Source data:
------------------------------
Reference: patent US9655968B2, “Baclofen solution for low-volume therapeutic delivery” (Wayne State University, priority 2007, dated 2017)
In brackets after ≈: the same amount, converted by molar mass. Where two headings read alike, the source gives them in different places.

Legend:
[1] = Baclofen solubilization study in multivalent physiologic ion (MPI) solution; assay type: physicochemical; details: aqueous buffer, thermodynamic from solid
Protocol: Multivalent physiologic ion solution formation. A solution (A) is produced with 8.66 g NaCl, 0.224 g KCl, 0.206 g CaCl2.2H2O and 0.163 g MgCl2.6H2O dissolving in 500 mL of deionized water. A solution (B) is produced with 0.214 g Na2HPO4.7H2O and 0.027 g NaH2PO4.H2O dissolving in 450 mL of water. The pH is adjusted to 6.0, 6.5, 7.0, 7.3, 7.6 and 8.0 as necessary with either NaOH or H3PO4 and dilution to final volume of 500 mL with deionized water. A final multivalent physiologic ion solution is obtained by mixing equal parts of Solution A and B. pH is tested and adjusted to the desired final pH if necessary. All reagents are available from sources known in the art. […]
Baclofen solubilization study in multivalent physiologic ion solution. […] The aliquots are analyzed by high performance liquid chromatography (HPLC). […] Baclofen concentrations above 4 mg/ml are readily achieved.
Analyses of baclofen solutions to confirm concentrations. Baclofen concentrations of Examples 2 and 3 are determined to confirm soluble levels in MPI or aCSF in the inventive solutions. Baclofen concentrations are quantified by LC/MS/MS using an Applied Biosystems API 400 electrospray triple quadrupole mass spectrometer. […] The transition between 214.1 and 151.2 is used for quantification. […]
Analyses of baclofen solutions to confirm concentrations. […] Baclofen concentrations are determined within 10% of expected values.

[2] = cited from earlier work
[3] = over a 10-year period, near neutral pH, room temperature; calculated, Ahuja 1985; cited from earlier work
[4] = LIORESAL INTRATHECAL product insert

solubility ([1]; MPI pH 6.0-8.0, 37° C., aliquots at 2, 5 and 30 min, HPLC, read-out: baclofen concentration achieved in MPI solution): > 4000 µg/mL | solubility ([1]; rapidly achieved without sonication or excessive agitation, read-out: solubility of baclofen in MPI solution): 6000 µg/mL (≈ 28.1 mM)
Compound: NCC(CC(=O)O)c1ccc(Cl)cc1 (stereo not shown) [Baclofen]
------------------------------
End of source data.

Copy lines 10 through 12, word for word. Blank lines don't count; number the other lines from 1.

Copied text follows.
[3] = over a 10-year period, near neutral pH, room temperature; calculated, Ahuja 1985; cited from earlier work
[4] = LIORESAL INTRATHECAL product insert

solubility ([1]; MPI pH 6.0-8.0, 37° C., aliquots at 2, 5 and 30 min, HPLC, read-out: baclofen concentration achieved in MPI solution): > 4000 µg/mL | solubility ([1]; rapidly achieved without sonication or excessive agitation, read-out: solubility of baclofen in MPI solution): 6000 µg/mL (≈ 28.1 mM)